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11 hours ago, Vox Humana said:

When I was at the RCM I heard one of the organ tutors there - I think it was Richard Latham of st Paul's, Knightsbridge - say that one advantage of the trigger swell was that you could do sforzandi with them, which you couldn't with a balanced swell pedal.  Why one would ever want to do one with a swell pedal and what percentage of attempts ended with an audible thud I didn't like to ask.

Yes - I've often wondered about that; and knowing my luck, and some of the crates I've had to play, there would probably be a crash as the linkage broke or the shutters fell off!

Edited by Andrew Butler
Typo
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Robert Hope-Jones incorporated sforzando pedals in many of his organs from his very first one at St John's Birkenhead (c. 1890).  This had two - one brought on the heavy reeds (Tuba, Clarion and Ophicleide on 250 mm wg) and the other brought on full swell plus couplers to great and choir, and it also threw open the swell shutters.  They looked like the ordinary projecting iron combination pedals of the day.  Would such devices have actually been musically useful, for instance in works such as Elgar's Organ Sonata, or were they just gimmicks?

The Birkenhead organ also had a novel type of swell pedal.  At first sight it appeared to be just an ordinary balanced type of swell shoe, but it had two modes of operation.  The system is best described by H-J himself, taken from the lecture he gave in 1891 to the College of Organists (the forerunner of the RCO):

"The swell pedal, which I prefer to make self-closing, is returned to its position by a
spiral spring only, so that its movement is not in any way impeded by the inertia of the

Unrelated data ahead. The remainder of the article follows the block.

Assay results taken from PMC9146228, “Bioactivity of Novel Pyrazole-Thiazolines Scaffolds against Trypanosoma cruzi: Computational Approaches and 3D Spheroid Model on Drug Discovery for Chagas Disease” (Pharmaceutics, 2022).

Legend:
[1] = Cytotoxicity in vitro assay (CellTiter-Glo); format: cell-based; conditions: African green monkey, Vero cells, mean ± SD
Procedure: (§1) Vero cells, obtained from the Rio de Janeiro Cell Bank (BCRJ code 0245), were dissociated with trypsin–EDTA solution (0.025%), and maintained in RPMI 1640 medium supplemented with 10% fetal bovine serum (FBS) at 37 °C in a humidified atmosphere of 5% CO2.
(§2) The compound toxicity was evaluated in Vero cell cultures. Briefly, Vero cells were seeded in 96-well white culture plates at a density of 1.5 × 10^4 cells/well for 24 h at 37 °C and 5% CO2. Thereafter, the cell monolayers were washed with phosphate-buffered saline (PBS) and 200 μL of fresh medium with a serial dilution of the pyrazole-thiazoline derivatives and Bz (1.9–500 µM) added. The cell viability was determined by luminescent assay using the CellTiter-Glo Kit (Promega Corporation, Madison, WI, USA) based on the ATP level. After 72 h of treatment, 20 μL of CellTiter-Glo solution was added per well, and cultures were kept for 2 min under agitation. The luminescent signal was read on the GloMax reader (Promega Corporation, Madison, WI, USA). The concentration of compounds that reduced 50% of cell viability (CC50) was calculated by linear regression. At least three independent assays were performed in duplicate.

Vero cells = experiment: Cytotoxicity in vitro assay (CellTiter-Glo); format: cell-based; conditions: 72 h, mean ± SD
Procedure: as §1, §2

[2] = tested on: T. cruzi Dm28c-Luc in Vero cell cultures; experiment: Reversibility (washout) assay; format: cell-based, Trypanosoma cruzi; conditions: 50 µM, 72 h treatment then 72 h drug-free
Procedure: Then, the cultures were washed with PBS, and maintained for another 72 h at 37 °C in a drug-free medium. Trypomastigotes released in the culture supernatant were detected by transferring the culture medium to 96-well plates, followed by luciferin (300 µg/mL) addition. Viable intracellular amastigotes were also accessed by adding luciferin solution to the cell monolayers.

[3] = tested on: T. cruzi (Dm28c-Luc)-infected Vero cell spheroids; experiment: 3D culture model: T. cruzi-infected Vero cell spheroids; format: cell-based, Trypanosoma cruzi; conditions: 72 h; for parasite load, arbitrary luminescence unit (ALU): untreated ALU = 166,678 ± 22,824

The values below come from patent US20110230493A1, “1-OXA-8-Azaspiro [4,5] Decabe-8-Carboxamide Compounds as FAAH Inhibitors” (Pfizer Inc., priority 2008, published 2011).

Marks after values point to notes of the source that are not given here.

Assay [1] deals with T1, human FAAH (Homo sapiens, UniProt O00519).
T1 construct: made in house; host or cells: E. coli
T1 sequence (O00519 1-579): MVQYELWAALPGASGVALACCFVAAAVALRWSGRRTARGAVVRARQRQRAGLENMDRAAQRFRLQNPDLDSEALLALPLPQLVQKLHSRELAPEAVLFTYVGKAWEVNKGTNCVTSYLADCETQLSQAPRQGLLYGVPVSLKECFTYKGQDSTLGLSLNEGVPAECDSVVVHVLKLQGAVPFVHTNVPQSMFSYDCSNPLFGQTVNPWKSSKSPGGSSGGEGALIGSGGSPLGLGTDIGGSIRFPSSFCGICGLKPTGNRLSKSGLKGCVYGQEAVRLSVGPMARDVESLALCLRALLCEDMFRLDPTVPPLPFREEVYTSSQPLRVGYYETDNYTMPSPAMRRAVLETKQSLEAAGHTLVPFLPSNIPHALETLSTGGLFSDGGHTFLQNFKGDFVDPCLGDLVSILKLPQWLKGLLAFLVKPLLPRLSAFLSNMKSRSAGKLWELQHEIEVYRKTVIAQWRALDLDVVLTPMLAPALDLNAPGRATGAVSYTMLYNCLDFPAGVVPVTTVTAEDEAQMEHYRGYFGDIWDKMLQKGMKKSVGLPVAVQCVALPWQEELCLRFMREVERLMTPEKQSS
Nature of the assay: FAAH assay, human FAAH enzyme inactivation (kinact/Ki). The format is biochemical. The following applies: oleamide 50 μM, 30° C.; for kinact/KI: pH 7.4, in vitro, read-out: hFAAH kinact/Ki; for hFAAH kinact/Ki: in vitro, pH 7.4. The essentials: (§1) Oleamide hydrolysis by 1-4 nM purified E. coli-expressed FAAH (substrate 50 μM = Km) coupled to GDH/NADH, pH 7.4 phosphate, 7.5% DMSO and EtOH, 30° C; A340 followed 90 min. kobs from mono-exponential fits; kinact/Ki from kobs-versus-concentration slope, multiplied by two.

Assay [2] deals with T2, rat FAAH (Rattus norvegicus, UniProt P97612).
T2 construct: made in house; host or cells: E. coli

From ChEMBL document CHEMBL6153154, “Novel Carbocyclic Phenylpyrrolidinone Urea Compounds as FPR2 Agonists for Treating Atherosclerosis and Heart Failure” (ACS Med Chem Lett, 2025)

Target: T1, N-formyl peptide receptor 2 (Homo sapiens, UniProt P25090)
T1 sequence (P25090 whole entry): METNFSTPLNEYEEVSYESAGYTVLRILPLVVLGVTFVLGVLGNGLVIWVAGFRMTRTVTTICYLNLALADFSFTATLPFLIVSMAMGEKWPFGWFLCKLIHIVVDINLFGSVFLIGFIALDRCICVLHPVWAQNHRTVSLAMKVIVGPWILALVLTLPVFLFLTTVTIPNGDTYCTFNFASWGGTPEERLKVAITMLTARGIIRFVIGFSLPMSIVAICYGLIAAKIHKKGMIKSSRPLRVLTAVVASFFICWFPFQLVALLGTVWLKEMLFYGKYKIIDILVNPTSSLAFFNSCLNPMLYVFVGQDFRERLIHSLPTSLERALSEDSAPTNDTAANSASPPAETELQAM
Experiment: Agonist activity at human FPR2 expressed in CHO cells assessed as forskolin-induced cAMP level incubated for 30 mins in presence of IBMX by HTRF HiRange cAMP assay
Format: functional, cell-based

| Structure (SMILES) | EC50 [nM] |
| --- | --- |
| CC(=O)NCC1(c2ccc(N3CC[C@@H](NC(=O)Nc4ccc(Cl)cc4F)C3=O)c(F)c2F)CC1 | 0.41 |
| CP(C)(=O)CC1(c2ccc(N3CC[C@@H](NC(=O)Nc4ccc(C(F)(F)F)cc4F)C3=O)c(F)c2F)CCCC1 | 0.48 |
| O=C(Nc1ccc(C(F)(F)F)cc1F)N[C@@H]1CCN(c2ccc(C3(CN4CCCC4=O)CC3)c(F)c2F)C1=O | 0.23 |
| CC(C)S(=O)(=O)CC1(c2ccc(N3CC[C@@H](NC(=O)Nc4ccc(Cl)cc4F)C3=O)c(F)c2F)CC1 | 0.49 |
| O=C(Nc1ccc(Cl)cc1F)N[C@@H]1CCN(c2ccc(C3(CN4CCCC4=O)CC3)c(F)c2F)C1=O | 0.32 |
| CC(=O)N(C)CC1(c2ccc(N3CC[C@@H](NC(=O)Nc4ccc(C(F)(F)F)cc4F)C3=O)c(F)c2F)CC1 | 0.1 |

swell shutters and connecting mechanism. On this account it responds more readily
to the organist's wishes. By the employment of varying electrical resistances there is
no difficulty in securing simultaneous and synchronous movement of the pedal and the
shutters, and this may readily be managed through a single wire.  [It was in fact an early type of servo-mechanism - CEP].  The swell pedal,
though self-closing, will remain in any position if the slightest pressure tending to
move it towards the left be exerted. A touch in the opposite direction will liberate and
allow it to close. The pedal cannot remain in a middle position, but will spring either
right or left. Its sideway [sic] movement is very slight. A stop-key may be provided,
with those governing the registers on the swell organ, which will open the swell box
without the necessity of touching the pedal. Such a stop-key must however be
automatically thrown out of action as soon as the foot touches the pedal. In this
manner the swell shutters are always amenable to the pedal, though it is possible for
the organist, when sweeping his finger along to bring out full swell , to open the box also, should he desire to do so".

[The Birkenhead organ had such a stop key - CEP]

 

 

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On 01/02/2020 at 23:06, MusoMusing said:

"There can be no more pestilential and vexatious innovation to the King of Instruments than the new-fangled so-called balanced swell pedal."
 

Replace "balanced"  with "infinite speed and gradation" and I would be in total agreement with the original author.